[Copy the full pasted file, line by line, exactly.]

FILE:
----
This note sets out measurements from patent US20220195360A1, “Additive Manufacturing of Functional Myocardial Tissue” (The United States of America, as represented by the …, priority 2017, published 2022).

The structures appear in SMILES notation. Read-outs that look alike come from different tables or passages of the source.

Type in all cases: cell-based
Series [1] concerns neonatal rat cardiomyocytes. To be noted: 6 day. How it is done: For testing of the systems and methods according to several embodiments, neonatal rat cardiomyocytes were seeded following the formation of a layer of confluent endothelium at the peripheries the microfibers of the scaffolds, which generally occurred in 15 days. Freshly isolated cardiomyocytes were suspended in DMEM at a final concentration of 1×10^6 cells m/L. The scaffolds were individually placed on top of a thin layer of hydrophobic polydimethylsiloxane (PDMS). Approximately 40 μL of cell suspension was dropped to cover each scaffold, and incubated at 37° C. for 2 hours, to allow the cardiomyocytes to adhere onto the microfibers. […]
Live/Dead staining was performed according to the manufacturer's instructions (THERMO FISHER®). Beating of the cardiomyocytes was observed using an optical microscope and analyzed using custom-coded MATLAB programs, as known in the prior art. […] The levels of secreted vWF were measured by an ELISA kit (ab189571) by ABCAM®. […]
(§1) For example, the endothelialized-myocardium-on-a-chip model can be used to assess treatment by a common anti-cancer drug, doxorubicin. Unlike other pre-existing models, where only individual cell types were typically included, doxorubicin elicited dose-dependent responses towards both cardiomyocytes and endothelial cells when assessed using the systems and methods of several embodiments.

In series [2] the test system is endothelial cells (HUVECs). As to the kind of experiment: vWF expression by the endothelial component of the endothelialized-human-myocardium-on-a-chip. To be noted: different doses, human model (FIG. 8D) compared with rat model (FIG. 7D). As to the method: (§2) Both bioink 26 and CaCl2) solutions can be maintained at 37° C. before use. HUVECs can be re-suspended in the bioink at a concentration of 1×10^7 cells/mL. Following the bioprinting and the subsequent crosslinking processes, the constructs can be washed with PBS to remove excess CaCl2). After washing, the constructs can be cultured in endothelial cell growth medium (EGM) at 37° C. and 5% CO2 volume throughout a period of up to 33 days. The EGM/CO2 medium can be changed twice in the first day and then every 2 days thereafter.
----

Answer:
This note sets out measurements from patent US20220195360A1, “Additive Manufacturing of Functional Myocardial Tissue” (The United States of America, as represented by the …, priority 2017, published 2022).

The structures appear in SMILES notation. Read-outs that look alike come from different tables or passages of the source.

Type in all cases: cell-based
Series [1] concerns neonatal rat cardiomyocytes. To be noted: 6 day. How it is done: For testing of the systems and methods according to several embodiments, neonatal rat cardiomyocytes were seeded following the formation of a layer of confluent endothelium at the peripheries the microfibers of the scaffolds, which generally occurred in 15 days. Freshly isolated cardiomyocytes were suspended in DMEM at a final concentration of 1×10^6 cells m/L. The scaffolds were individually placed on top of a thin layer of hydrophobic polydimethylsiloxane (PDMS). Approximately 40 μL of cell suspension was dropped to cover each scaffold, and incubated at 37° C. for 2 hours, to allow the cardiomyocytes to adhere onto the microfibers. […]
Live/Dead staining was performed according to the manufacturer's instructions (THERMO FISHER®). Beating of the cardiomyocytes was observed using an optical microscope and analyzed using custom-coded MATLAB programs, as known in the prior art. […] The levels of secreted vWF were measured by an ELISA kit (ab189571) by ABCAM®. […]
(§1) For example, the endothelialized-myocardium-on-a-chip model can be used to assess treatment by a common anti-cancer drug, doxorubicin. Unlike other pre-existing models, where only individual cell types were typically included, doxorubicin elicited dose-dependent responses towards both cardiomyocytes and endothelial cells when assessed using the systems and methods of several embodiments.

In series [2] the test system is endothelial cells (HUVECs). As to the kind of experiment: vWF expression by the endothelial component of the endothelialized-human-myocardium-on-a-chip. To be noted: different doses, human model (FIG. 8D) compared with rat model (FIG. 7D). As to the method: (§2) Both bioink 26 and CaCl2) solutions can be maintained at 37° C. before use. HUVECs can be re-suspended in the bioink at a concentration of 1×10^7 cells/mL. Following the bioprinting and the subsequent crosslinking processes, the constructs can be washed with PBS to remove excess CaCl2). After washing, the constructs can be cultured in endothelial cell growth medium (EGM) at 37° C. and 5% CO2 volume throughout a period of up to 33 days. The EGM/CO2 medium can be changed twice in the first day and then every 2 days thereafter.